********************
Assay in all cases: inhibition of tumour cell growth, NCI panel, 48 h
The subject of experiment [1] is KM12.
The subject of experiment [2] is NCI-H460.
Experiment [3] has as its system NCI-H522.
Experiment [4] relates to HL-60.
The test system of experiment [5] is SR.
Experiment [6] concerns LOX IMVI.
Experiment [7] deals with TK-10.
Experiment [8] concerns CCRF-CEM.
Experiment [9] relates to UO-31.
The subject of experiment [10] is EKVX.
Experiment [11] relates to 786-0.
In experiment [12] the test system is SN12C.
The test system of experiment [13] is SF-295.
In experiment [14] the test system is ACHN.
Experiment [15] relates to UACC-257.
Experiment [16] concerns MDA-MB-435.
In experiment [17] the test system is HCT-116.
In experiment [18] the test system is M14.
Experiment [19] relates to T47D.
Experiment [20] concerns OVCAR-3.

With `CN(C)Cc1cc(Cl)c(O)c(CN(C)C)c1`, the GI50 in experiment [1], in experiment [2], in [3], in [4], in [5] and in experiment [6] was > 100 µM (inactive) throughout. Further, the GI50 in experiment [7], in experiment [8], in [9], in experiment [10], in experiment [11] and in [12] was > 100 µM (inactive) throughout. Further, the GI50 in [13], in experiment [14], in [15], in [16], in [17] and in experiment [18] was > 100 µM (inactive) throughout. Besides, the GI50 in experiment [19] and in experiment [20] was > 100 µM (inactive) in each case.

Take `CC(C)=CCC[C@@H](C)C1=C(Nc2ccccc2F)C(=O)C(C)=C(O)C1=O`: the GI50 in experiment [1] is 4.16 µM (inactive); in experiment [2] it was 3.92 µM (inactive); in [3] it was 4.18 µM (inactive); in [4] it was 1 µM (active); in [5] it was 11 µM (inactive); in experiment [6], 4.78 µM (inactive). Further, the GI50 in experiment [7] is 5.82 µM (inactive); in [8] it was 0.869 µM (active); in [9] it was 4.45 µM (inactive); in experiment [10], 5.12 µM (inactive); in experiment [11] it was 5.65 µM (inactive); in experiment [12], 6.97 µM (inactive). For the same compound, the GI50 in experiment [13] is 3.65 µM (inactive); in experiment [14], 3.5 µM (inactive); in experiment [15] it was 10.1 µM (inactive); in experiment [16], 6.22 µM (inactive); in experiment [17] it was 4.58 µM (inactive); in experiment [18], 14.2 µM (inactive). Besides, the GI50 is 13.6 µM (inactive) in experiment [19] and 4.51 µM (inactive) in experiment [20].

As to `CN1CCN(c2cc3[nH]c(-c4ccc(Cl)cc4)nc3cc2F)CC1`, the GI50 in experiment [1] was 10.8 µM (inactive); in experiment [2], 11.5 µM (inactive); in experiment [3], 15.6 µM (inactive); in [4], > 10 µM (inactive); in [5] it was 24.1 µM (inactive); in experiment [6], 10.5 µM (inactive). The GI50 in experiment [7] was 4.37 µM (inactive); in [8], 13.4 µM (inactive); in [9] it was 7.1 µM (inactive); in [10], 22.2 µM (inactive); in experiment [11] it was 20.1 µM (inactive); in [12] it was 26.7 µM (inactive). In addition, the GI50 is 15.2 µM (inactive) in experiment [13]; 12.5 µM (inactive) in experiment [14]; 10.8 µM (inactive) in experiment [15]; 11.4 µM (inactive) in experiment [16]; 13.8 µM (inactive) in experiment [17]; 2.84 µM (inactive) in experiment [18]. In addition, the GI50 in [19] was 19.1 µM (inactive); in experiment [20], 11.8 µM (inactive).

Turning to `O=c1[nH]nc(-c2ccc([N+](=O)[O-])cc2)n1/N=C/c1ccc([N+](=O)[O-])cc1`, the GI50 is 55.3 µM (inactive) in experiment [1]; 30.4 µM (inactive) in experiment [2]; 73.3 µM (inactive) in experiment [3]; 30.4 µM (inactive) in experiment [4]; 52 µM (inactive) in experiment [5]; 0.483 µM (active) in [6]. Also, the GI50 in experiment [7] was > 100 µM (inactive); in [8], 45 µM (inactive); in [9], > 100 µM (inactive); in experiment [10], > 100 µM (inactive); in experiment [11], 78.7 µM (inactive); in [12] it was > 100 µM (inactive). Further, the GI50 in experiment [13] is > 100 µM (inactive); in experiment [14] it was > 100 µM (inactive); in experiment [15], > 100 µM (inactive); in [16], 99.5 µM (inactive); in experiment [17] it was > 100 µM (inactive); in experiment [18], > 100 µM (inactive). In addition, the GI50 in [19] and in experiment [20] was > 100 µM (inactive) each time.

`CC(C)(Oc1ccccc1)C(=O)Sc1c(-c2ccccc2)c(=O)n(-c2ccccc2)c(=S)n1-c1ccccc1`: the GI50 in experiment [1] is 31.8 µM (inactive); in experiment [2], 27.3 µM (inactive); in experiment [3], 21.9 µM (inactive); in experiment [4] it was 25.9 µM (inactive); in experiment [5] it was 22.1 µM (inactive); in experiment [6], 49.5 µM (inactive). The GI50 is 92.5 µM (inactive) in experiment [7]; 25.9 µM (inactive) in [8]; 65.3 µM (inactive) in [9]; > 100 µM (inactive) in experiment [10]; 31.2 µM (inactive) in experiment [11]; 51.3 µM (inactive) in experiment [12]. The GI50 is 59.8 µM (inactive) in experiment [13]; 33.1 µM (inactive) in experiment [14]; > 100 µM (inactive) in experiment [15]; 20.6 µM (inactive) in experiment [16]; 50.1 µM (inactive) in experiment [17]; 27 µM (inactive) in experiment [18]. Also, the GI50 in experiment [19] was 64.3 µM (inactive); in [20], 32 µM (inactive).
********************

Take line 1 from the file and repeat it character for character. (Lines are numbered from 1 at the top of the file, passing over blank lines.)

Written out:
Assay in all cases: inhibition of tumour cell growth, NCI panel, 48 h